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Court Approves $18 billion Puerto Rico Bond Restructuring

 

The Wall Street Journal is reporting that Puerto Rico has received approval for a bond restructuring plan that would wipe out 1/3 of its sales tax related debt.

The Wall Street Journal article



Puerto Rico Bonds May Be Invalid

 

The federal control board (FOMBPR) that oversees Puerto Rico’s finances has asked a court to invalidate $6 billion worth of debt issued by the U.S. territory.  The debt includes all general obligation bonds issued in 2012 and 2014 in “clear violation of debt limits established by Puerto Rico’s constitution.  These bonds were used to finance deficit spending.

NBC News Story



Public Pensions: Unrealistic Assumptions

 

One of the reasons public pension plans continue to be so poorly funded are Unrealistic Assumptions.  There are numerous assumptions made by the investment and actuarial industries that serve public pension systems.  Underlying these assumptions is pressure to use overly optimistic assumptions which translates to lower budget demands upon plan sponsors (i.e. states, counties, cities, school districts, etc.)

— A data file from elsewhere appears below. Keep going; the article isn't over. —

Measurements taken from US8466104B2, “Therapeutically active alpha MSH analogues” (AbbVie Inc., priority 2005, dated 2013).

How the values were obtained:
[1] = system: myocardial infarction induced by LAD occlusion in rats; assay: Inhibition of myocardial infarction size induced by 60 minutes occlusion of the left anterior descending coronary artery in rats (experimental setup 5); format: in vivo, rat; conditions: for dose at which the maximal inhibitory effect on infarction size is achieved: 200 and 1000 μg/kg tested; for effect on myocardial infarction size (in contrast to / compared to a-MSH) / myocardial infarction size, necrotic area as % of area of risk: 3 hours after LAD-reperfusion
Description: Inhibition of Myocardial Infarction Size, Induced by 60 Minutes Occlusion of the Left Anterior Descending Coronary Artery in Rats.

The Wall Street Journal has an article which highlights just one example of these overly optimistic or unrealistic assumptions.  The median assumed investment return on pension assets is 7.25%.  Over the past 10 years the actual median return was 6.79% and over the past 20 years the actual median return was 6.49%.

The Wall Street Journal article



State Pensions Continue to Fall Behind

 

S&P has released an analysis of the per capita share statewide debt, pension liabilities and other liabilities (primarily health care liabilities).  New Jersey has the highest per person liability at $27,293 and Nebraska the lowest at $242.

CNBC S&P article



Kentucky to Overhaul Severely Underfunded Pension Plans

 

Kentucky officials plan to release an outline of plans to restructure the State’s severely underfunded pension plans.  The Kentucky pension system is one of the most poorly funded plans in the country.  The pension plan covering the State’s non-hazardous employees was 14.80% funded and the teachers’ plan was 35.22% funded.

The outline of the overhaul includes new employees being placed in a defined contribution plan (401(k) style).  No information was made available about what changes the overhaul would include in an attempt to reduce the net pension liability covering existing employees and retirees.

The Bond Buyer article